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Old January 20th, 2005, 01:25 PM
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Default Connecting ASP.NET with Access

I am trying to connect from ASP.Net to Access and the following is causing an error in my WebConfig file.

<configuration>
    <appSettings>

    <add key = "ConnectionString" value = "Provider=Microsoft.Jet.OLEDB.4.0;Data Source=" +Server.MapPath("ComputerCentre.mdb"); />
    </appSettings>

Just wondering if anyone can see where this is wrong.
Thanks.
Clare.

Clare Hennessy
 
Old January 20th, 2005, 01:42 PM
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You can't have server code in the web.config. You have to do Server.MapPath("ComputerCentre.mdb") in the ASP.NET page, when you get the connection string. You can have in the config:

<add key = "ConnectionString" value = "Provider=Microsoft.Jet.OLEDB.4.0;Data Source={0}" />

And in the ASP.NET Page:

Dim strConnString As String = ConfigurationSettings.AppSettings.Get("ConnectionS tring")
strConnString = String.Format(strConnString, Server.MapPath("ComputerCentre.mdb"))

Although, you may want to look at something a little more "concrete" than putting that code in each and every ASP.NET page.

Brian
 
Old January 28th, 2005, 05:07 PM
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Default

Thanks Brian.
Anything you would suggest instead of doing it that way?
I'm doing the proj in C#

Thanks,
Clare.

Clare Hennessy
 
Old January 30th, 2005, 01:20 AM
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Hi Chen,

Here's something I use in C# that reduces the connectioin string code in an ASP.NET page to the following line:

OleDbConnection cn = new OleDbConnection(GlobalStatics.ConnectionString);

Here's how it works. I'm using a secured .mdb with a work group file named system.mdw just to cover all the bases. Both db's are on the server.

1. File: Global.asax.cs

Add the following to the Application_Start sub in global.asax -

Code:
protected void Application_Start(Object sender, EventArgs e)
        {
            string connectString = ConfigurationSettings.AppSettings["ConnectionString"];
            connectString = String.Format(connectString, Server.MapPath("ArabianNights.mdb"), Server.MapPath("system.mdw"));
            Globals.ConnectionString = connectString;
        }


2. File: GlobalStatics (User-defined class)

Since C# doesn't support VB style global variables, create a new class and call it GlobalStatics. Create a static read/write property to store the connection string. Here's the code:

Code:
using System;

namespace AccessGlobalConnCS
{
    // A sealed class cannot be inherited. 
    public sealed class GlobalStatics
    {
        private static string connectionString;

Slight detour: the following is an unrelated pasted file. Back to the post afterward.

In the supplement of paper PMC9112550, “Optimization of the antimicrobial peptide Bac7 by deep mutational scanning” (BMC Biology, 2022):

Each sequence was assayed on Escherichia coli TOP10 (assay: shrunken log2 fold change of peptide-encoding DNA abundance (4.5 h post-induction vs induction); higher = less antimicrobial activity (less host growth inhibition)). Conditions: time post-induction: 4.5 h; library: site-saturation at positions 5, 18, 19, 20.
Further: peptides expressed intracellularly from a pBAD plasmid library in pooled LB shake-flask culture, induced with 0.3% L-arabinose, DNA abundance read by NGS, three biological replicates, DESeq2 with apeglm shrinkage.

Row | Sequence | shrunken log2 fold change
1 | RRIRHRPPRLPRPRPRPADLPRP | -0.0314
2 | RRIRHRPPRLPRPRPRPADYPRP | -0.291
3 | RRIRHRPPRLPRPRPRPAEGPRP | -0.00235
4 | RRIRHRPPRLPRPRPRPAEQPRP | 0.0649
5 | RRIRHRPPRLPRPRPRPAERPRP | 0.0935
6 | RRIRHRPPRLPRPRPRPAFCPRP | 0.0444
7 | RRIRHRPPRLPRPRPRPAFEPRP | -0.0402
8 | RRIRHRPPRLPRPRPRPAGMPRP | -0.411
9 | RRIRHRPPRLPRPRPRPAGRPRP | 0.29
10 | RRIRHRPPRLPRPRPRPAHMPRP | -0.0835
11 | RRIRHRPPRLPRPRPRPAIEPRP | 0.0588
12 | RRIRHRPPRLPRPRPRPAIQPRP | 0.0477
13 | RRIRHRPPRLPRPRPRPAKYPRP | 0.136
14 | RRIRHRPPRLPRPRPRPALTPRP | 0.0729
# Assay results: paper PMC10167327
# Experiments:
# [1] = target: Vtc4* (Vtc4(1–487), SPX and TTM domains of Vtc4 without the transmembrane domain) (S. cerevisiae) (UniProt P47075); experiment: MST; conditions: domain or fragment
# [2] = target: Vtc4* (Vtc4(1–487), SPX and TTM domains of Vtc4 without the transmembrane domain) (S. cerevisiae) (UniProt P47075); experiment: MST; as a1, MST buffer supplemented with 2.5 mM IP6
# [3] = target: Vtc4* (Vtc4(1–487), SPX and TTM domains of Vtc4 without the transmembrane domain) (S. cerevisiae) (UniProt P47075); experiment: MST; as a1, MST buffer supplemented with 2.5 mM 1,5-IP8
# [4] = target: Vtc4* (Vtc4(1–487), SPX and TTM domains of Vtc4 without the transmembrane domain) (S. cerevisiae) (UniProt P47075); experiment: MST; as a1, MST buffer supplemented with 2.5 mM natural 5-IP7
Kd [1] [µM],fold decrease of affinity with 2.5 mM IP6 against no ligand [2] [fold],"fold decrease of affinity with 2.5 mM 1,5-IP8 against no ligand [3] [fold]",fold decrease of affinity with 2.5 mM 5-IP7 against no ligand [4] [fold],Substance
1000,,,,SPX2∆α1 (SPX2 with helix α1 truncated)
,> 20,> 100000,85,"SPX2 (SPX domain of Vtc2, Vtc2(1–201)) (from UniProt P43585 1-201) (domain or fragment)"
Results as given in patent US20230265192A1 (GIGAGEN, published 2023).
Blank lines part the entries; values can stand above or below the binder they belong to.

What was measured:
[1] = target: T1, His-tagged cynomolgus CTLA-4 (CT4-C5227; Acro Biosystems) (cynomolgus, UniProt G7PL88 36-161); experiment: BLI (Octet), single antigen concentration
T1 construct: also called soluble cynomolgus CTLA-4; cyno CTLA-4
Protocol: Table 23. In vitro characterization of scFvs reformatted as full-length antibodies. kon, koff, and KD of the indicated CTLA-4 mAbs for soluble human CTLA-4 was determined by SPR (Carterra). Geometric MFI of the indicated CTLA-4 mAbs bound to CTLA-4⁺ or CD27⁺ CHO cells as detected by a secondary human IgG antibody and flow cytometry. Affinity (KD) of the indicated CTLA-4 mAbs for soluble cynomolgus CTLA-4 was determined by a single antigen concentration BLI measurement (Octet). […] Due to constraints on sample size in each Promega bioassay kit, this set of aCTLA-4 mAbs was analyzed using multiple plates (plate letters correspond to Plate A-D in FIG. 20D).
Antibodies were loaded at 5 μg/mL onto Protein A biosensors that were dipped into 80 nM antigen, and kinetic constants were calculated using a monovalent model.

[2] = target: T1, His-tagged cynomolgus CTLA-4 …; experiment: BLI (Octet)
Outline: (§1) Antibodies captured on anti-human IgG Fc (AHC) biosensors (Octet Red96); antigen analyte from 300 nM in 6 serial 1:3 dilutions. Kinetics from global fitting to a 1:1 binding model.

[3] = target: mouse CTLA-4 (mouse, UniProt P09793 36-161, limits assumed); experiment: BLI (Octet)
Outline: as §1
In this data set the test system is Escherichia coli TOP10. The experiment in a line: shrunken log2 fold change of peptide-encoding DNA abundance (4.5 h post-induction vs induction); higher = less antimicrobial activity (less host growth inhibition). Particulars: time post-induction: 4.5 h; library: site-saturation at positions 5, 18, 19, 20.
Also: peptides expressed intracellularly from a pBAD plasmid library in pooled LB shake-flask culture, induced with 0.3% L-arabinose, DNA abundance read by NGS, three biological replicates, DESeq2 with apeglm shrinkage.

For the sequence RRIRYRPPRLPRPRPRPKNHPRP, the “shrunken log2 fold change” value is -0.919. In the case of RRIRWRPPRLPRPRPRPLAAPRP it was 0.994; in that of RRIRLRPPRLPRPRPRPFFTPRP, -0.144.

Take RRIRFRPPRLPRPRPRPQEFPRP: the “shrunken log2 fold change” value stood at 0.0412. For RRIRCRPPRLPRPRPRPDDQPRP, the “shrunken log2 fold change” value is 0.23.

public static string ConnectionString
        {
            get { return connectionString; }
            set { connectionString = value; }
        }

        private GlobalStatics()
        {
            //*********************************************************
            //
            // Since this class provides only static connection 
            // string get/set methods, make the default constructor 
            // private to prevent instances from being created with 
            // "new GlobalStatics()".
            //
            //*********************************************************
        }
    }
}
3. File: Web.config

Here's the <appsettings> attribute:

Code:
configuration>
    <appSettings>
        <add key="ConnectionString"
        value="Provider=Microsoft.Jet.OLEDB.4.0;Data Source={0};Jet OLEDB:System Database={1};User ID=Ali Baba;Password=Open sesame "/>
    </appSettings>


4. File: WebForm1.aspx.cs

Open connections on the WebForm code-behind file like:

Code:
private void Page_Load(object sender, System.EventArgs e)
        {

            //Pass connection string to OleDbConnection object.
            OleDbConnection cn = new OleDbConnection(GlobalStatics.ConnectionString);

            //Open connection.
            cn.Open();

            //Pass SQL statement to OleDbCOmmand object.
            string selectString = "SELECT MagicalFormulaID, MagicalFormulaName FROM MagicalFormulas";
            OleDbCommand cmd = new OleDbCommand(selectString,cn);

            //Execute an OleDbDataReader
            OleDbDataReader reader = cmd.ExecuteReader();

            //Bind DataReader to DataGrid 
            DataGrid1.DataSource = reader;
            DataGrid1.DataBind();

            //Close reader and connection.
            reader.Close();
            cn.Close();
        }
Probably should use encrypted passwords in WebConfig files, but you get the general idea. Just using a C# static property to emulate a vb global variable.

- Bob




 
Old January 30th, 2005, 01:46 AM
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Gotta' say the main reason I like this approach is 'cause I put together (most of) an Access version of Microsoft's Data Access Application Block. So any time I need, say, a DataReader, all I gotta' do is:

Code:
OleDbDataReader rdr = AccessHelper.ExecuteReader(GlobalStatics.ConnectionString, 
                                                             CommandType.StoredProcedure,
                                                             "procGetCatalog",
                                                             new OleDbParameter("@C_ID", 1));



One liner. Love it. (procGetCatalog is really just an Access parameterized query ;))

- Bob

 
Old January 30th, 2005, 01:52 AM
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Oops...

Globals.ConnectionString = connectString;

in the Application_Start sub should be...

GlobalStatics.ConnectionString = connectString;

Globals is really the name of the class I use. I used GlobalStatics in the post so you wouldn't get the user-defined class and the Global.asax class confused.







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